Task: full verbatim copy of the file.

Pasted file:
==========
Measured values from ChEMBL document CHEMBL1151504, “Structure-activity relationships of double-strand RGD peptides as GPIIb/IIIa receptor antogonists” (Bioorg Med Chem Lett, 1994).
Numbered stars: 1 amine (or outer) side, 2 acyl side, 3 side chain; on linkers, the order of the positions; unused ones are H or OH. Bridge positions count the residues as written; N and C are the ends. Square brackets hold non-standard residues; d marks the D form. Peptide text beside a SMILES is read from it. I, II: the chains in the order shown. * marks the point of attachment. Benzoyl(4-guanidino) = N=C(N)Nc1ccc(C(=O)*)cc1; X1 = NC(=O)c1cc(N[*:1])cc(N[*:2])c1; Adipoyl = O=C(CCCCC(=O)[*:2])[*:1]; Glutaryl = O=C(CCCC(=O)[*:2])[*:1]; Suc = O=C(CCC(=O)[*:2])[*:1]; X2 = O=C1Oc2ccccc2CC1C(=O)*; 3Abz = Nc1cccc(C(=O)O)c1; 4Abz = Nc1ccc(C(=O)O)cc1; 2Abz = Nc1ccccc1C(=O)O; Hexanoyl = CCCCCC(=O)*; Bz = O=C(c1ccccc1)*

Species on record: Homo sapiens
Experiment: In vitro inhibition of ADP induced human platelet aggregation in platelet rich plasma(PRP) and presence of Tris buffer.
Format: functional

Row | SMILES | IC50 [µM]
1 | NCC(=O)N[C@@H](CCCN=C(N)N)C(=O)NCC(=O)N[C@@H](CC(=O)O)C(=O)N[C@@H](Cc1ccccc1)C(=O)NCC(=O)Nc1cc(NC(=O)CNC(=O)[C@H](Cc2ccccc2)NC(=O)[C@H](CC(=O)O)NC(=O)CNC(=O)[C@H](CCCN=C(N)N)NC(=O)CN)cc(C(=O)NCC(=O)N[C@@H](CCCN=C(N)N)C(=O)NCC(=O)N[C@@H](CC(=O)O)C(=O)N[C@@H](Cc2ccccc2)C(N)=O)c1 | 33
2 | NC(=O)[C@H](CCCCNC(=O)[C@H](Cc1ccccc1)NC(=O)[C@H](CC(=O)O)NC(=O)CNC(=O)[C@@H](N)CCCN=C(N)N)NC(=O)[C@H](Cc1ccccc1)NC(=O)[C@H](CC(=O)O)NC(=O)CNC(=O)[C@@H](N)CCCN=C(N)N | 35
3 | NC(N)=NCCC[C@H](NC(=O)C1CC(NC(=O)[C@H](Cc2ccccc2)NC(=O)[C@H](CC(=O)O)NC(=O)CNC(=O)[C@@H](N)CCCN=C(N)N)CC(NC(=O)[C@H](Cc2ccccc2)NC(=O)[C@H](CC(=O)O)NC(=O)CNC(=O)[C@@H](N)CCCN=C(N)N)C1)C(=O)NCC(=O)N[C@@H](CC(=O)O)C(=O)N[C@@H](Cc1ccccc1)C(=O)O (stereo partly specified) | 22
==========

Measured values from ChEMBL document CHEMBL1151504, “Structure-activity relationships of double-strand RGD peptides as GPIIb/IIIa receptor antogonists” (Bioorg Med Chem Lett, 1994).
Numbered stars: 1 amine (or outer) side, 2 acyl side, 3 side chain; on linkers, the order of the positions; unused ones are H or OH. Bridge positions count the residues as written; N and C are the ends. Square brackets hold non-standard residues; d marks the D form. Peptide text beside a SMILES is read from it. I, II: the chains in the order shown. * marks the point of attachment. Benzoyl(4-guanidino) = N=C(N)Nc1ccc(C(=O)*)cc1; X1 = NC(=O)c1cc(N[*:1])cc(N[*:2])c1; Adipoyl = O=C(CCCCC(=O)[*:2])[*:1]; Glutaryl = O=C(CCCC(=O)[*:2])[*:1]; Suc = O=C(CCC(=O)[*:2])[*:1]; X2 = O=C1Oc2ccccc2CC1C(=O)*; 3Abz = Nc1cccc(C(=O)O)c1; 4Abz = Nc1ccc(C(=O)O)cc1; 2Abz = Nc1ccccc1C(=O)O; Hexanoyl = CCCCCC(=O)*; Bz = O=C(c1ccccc1)*

Species on record: Homo sapiens
Experiment: In vitro inhibition of ADP induced human platelet aggregation in platelet rich plasma(PRP) and presence of Tris buffer.
Format: functional

Row | SMILES | IC50 [µM]
1 | NCC(=O)N[C@@H](CCCN=C(N)N)C(=O)NCC(=O)N[C@@H](CC(=O)O)C(=O)N[C@@H](Cc1ccccc1)C(=O)NCC(=O)Nc1cc(NC(=O)CNC(=O)[C@H](Cc2ccccc2)NC(=O)[C@H](CC(=O)O)NC(=O)CNC(=O)[C@H](CCCN=C(N)N)NC(=O)CN)cc(C(=O)NCC(=O)N[C@@H](CCCN=C(N)N)C(=O)NCC(=O)N[C@@H](CC(=O)O)C(=O)N[C@@H](Cc2ccccc2)C(N)=O)c1 | 33
2 | NC(=O)[C@H](CCCCNC(=O)[C@H](Cc1ccccc1)NC(=O)[C@H](CC(=O)O)NC(=O)CNC(=O)[C@@H](N)CCCN=C(N)N)NC(=O)[C@H](Cc1ccccc1)NC(=O)[C@H](CC(=O)O)NC(=O)CNC(=O)[C@@H](N)CCCN=C(N)N | 35
3 | NC(N)=NCCC[C@H](NC(=O)C1CC(NC(=O)[C@H](Cc2ccccc2)NC(=O)[C@H](CC(=O)O)NC(=O)CNC(=O)[C@@H](N)CCCN=C(N)N)CC(NC(=O)[C@H](Cc2ccccc2)NC(=O)[C@H](CC(=O)O)NC(=O)CNC(=O)[C@@H](N)CCCN=C(N)N)C1)C(=O)NCC(=O)N[C@@H](CC(=O)O)C(=O)N[C@@H](Cc1ccccc1)C(=O)O (stereo partly specified) | 22